But, recently, a renowned authority on the Gospel of Matthew, Dominican Fr. Benedict Thomas Viviano, believes it entirely possible that women could have been among the Magi portrayed in the Matthean birth narrative. Viviano is professor emeritus at the University of Fribourg, Switzerland. He also wrote the commentary on Matthew in The New Jerome Biblical Commentary.
Matthew is the only Gospel that says anything at all about Magi. You may be surprised to learn that this Gospel does not ascribe number, gender or royal status to the Wise Ones from the East. The traditional number three was deduced from the three gifts of gold, frankincense and myrrh, and the idea that the Magi were kings didn’t appear until the fifth century. Matthew’s use of the Greek masculine plural magoi for magi can be used inclusively, just as the English word “men” often includes women.
But there is more to Viviano’s wonderfully provocative claim than grammar. Matthew’s Gospel was meant for a Jewish audience. Viviano specializes in examining the book of Matthew in light of its literary connections to the Hebrew Bible (Old Testament). It is upon this analysis that he bases his arguments about female magoi.
According to Viviano, “The main reason to think of the presence of one or more women among the magi is the background story of the queen of Sheba, with her quest for Israelite royal wisdom, her reverent awe, and her three gifts fit for a king.”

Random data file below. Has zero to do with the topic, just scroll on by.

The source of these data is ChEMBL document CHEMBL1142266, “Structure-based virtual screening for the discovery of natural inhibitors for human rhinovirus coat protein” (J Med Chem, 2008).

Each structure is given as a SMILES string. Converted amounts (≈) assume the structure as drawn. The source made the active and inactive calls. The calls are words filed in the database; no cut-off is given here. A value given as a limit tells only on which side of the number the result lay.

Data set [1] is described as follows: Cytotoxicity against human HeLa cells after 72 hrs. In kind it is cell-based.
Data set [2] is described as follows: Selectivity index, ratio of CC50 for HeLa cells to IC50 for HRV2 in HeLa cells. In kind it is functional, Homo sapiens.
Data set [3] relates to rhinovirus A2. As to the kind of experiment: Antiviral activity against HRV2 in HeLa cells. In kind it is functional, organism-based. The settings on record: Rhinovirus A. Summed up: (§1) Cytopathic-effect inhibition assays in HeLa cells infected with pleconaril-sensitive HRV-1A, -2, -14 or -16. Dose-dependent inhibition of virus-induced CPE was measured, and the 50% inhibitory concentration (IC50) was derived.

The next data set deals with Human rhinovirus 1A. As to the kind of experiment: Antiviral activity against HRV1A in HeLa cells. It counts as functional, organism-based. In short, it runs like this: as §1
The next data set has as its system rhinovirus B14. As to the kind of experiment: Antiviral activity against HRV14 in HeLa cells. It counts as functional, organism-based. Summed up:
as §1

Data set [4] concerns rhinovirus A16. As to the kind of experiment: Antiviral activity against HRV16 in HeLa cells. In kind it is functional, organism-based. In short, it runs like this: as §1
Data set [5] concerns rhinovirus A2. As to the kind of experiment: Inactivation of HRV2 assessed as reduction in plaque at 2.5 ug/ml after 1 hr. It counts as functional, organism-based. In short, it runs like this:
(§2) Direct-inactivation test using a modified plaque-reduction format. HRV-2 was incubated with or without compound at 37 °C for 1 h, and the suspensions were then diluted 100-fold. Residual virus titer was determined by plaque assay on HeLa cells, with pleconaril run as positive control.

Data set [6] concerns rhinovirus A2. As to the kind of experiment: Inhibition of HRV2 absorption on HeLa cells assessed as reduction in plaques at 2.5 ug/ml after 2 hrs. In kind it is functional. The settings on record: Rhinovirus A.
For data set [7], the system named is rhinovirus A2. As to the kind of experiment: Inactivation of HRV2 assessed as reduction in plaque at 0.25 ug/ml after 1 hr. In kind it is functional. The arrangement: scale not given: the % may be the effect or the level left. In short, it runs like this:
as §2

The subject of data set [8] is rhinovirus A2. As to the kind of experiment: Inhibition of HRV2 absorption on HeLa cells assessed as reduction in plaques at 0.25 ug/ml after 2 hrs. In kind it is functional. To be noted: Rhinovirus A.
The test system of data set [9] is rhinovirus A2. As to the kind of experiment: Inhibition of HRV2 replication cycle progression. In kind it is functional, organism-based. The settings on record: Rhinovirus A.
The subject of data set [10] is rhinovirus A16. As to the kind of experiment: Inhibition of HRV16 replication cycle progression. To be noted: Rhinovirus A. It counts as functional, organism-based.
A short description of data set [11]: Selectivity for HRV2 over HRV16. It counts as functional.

The first book of Kings, Chapter 10:1-29, narrates the visit of the queen to King Solomon with gifts of gold and spices such as myrrh and frankincense.
Viviano believes viewing the Solomon-Sheba background as a close biblical parallel to the Magi story opens up some “previously neglected possibilities” such as the “wisdom and feminine aspects of the narrative.”
He points to the Israelite tradition of personifying wisdom as female (Proverbs 8:22-30, 9:1-6 and Sirach 24) and notes that for Matthew, Jesus embodies wisdom (Matthew 11:19, 25-30).
Even more compelling to me is that in the Middle East it would have been inconceivable for men to be in the presence of a woman without the presence of other women. Joseph is conspicuously absent when the Magi visit. This is surprising, since Matthew’s infancy account normally narrates events from the point of view of Joseph. (In Luke’s account, Mary is more prominent).
The phrase “the child and his mother” is used five times in the Magi-flight-into-Egypt narrative (Matthew 2:11, 13, 14, 19, 21). For Viviano, “The presence of Jesus’ mother Mary is an explicit statement of the presence of a woman at the time of the magi’s visit. It is a question of attending to the feminine resonances in the text.”
Scholars tell us that the magoi were a caste associated with the interpretation of dreams, astrology, Zoroastrianism and magic. In support of Viviano’s thesis, Zoroastrianism allowed women to serve as priests and in ancient Persia there were female astronomers and rulers.
According to the late Sulpician Fr. Raymond E. Brown, an acclaimed biblical scholar, scholars believe the magoi probably hailed from one of three places: Persia (present day Iran) because term magoi was originally associated with Persians; Babylon (Iraq) because Babylonians were interested in astronomy and astrology and there was a large Jewish colony there; or Arabia because of the gifts of gold and frankincense associated with Sheba.